And Hawthorne? All she did for him was inspire his most famous character, Hester Prynne from The Scarlet Letter. (She also inspired the biography Margaret Fuller: A New American Life, for which Megan Marshall won a Pulitzer Prize only last month.)

Both plays position the audience on three sides of the Capitol Hill Arts Workshop’s long, narrow, black-box performance space. Jessica Moretti’s scenic elements are sparse but well-chosen. In Charm, the more busily staged of the pair, there’s a faux-marble pedestal that this lionized crew of scribes (and their targets, like Emerson’s poor wife) occasionally perch upon. They’re more alive and interesting when they’re off of it, of course. There’s an elaborate physical gag about the leaves on trees vs. the leaves in a book that mostly comes off, and a too-fussy sartorial gag about Fuller’s wedding-like dress: It has electric lights inside of it and a train beneath it that stays intentionally moored to part of the set for some reason. (Tessa Lew made the costumes, dignified and restrictive and period-appropriate, so far as I know.)

Bloody Poetry is set about two decades earlier than Charm, and on the other side of the Atlantic. Percy Bysshe Shelley (Dan Crane, who seems like he might expire from an attack of passion at any moment) has abandoned his wife back in England to live in Utopian ecstasy on the shores of Lake Geneva with his mistress, Mary, and Byron and his mistress, Mary’s stepsister. No one is especially greedy with their partners, though. “These women have drunk the milk of paradise, Sir!” Bysshe warns William Polidori (Flanagan, er, again), Byron’s seething, priggish, jealous personal physician and biographer. “No man’s spunk is safe!” In our world, Polidori was credited with publishing the first vampire story before dying at 25—younger even than Bysshe, who went at 29, or Byron, who lived to see 36—but in this one his main occupation seems to be dining out on his gossip about Byron and his lecherous cronies. In one scene, Polidori sits in a corner and watches through opera glasses while across the room Byron and Shelley argue literature.

There’s poetry, and debates about poetry, and unplanned pregnancies, and a general delight at the shock and horror of the squares back in London, as pointlessly ravenous for news of Byron & Co.’s private affairs as we are to know what went down in that elevator between Solange Knowles and Jay Z. Esther Williamson performs classical selections on the piano in the corner when she isn’t playing the tough-minded Mary Shelley, who’ll conceive her novel Frankenstein while she’s there at the lake with her friends, and pressure Bysshe into marrying her after his wife takes her own life. Tonya Beckman is Clairmont, who bore Byron’s daughter, Allegra (while continuing to sleep with Bysshe during her pregnancy), and who found her own literary ambitions frustrated. The two women learn of their mens’ dalliances, real and imagined, with other women by reading their verse. It’s more romantic than hacking their email.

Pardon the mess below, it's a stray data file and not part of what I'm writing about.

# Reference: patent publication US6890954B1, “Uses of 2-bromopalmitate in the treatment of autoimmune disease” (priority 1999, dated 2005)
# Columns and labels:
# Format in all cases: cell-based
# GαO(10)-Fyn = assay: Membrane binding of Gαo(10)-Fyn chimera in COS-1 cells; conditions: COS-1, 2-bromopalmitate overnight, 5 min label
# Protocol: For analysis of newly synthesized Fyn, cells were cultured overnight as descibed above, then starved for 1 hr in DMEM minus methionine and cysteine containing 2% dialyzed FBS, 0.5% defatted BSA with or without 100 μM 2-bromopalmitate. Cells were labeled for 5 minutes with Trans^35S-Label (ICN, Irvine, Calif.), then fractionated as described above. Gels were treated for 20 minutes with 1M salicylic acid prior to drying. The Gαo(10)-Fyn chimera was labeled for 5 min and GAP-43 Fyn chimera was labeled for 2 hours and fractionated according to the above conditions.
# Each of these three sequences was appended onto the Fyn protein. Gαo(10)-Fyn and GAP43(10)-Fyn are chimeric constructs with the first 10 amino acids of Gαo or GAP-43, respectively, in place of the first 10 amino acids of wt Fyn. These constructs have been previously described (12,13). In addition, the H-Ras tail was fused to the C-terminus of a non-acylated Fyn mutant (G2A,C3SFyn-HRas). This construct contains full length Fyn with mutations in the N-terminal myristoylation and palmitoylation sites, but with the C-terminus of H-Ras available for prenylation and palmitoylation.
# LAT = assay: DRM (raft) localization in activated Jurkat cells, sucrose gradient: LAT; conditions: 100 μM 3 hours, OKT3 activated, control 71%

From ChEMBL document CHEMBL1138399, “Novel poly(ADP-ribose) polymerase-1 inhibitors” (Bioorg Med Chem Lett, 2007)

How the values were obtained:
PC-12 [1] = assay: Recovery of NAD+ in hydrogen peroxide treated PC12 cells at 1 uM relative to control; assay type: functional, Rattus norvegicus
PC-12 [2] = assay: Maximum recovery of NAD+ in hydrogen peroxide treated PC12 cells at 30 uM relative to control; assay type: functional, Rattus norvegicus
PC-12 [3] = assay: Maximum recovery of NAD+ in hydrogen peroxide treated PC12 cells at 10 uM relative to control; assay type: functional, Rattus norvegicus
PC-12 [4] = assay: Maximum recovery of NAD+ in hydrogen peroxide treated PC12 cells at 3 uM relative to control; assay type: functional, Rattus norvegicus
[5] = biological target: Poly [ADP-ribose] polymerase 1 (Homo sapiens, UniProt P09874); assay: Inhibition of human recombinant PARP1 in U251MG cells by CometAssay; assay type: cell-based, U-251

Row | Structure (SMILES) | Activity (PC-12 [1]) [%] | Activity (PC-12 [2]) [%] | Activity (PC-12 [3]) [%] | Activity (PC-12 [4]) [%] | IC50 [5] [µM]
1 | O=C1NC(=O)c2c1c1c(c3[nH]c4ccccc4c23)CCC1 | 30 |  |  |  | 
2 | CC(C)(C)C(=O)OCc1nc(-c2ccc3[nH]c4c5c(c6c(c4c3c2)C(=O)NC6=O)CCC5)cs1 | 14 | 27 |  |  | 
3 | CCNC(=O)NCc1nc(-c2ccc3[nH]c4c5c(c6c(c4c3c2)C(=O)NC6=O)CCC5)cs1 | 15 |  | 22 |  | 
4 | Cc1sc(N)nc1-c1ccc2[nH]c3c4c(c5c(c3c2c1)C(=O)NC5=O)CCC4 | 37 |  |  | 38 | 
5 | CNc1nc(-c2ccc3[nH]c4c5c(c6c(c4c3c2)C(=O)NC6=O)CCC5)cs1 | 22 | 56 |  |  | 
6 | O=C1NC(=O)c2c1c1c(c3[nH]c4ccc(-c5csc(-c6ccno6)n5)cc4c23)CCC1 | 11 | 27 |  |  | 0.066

Like many stories of people who indulged their appetites while still managing to exercise their talents, Bloody Poetry seems to exist to allow us voyeuristic dullards to feel enlivened by proximity to these people while still, somehow, pitying them. We envy their keen, precise powers of imagination and expression, their vast capacity for feeling. We covet their willingness to pursue every creative of carnal fancy and their refusal to bow to obligation. But Brenton assures us their lives felt as brief and watery with disappointment as ours, thank goodness. Like Polidori, we’re titillated by our brief time among the immortals. Unlike Polidori, we’re certain the artists—the ones responsible for these plays, I mean, now—deserve all the praise they’ll get.